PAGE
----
It’s been seven months since I’ve seen Kate. For the last few years, she’s been spending roughly half of each year in China. In fact, she’s been living in Beijing for most of this year year, running the Artist in Residence Program at Red Gate Gallery. She also curated a really amazing exhibition called Coming Home which featured the works of thirty-seven Australian Chinese artists.
“Do I look different?”, she asked. “Not a bit”, I told her. Though she remarked that I looked different since I’m now wearing glasses. Given how she has spent most of her year, I guess it was not surprising that we chose to catch up tonight – her first time since arriving back – at Gallery 4 at an exhibition opening called “SpeakEasy”.
Tonight’s exhibition was “Stories of Indigenous and Asian history are explored in this exhibition of contemporary Indigenous and Asian art, curated by Vernon Ah Kee and Aaron Seeto.” My favourite works included a didjeridoo in a guitar case and a series of photographs of a group of young men from Palm Island.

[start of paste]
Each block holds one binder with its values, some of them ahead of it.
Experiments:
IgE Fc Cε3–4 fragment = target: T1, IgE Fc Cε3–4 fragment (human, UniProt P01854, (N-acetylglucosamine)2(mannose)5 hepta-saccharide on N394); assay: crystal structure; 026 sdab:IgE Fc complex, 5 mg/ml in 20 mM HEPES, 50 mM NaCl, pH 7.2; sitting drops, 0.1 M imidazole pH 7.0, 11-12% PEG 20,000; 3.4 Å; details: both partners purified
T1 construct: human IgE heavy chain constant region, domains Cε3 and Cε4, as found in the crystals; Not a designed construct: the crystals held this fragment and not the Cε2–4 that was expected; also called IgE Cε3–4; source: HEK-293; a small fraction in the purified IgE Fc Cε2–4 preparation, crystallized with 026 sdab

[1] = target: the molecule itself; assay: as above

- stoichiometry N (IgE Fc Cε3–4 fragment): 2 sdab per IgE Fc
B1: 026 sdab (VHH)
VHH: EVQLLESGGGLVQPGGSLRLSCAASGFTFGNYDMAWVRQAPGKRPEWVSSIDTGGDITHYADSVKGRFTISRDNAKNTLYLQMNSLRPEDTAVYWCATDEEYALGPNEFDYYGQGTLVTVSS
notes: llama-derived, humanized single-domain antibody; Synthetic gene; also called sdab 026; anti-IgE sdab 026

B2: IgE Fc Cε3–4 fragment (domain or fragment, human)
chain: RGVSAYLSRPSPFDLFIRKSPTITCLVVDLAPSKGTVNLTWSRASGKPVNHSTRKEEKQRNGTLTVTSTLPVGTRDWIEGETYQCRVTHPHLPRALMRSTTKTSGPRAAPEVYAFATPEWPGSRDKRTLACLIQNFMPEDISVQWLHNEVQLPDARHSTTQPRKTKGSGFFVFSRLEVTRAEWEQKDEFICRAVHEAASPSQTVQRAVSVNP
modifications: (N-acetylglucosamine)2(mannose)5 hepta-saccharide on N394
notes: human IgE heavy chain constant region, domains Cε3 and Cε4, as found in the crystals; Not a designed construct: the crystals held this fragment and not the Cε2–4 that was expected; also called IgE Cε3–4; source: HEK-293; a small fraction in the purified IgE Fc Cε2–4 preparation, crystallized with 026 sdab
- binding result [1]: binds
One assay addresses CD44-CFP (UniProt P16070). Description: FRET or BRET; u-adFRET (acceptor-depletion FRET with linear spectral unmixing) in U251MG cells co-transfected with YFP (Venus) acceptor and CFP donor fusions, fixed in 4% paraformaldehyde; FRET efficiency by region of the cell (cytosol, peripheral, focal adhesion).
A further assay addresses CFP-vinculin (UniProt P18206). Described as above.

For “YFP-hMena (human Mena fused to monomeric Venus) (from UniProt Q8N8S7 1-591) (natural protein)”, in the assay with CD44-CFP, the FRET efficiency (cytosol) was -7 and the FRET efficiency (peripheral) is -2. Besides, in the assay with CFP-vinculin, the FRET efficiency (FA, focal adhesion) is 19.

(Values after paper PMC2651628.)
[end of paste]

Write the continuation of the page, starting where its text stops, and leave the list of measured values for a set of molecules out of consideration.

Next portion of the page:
Along the way tonight I got to chat to some interesting artists doing interesting works. One in particular was interested in the centuries old link between Indigenous Australians and Chinese Australians. He is an artist from Melbourne who showed me his work and spoke with passionate interest about this connection. I also chatted with a film-maker who has been following him around communities in Arnhem Land. Another was interested in the psychological impact of the Cultural Revolution on Chinese artists. She too was interested in the idea of going back to China with a film crew to examine some of these issues in a truly meaningful way.
After the exhibition we joined a large group of people and feasted on a wonderful banquet of food in nearby Chinatown. Kate and I will catch up again tomorrow, checking out a few galleries together, and generally just hanging out. Kate – it’s good to have you back.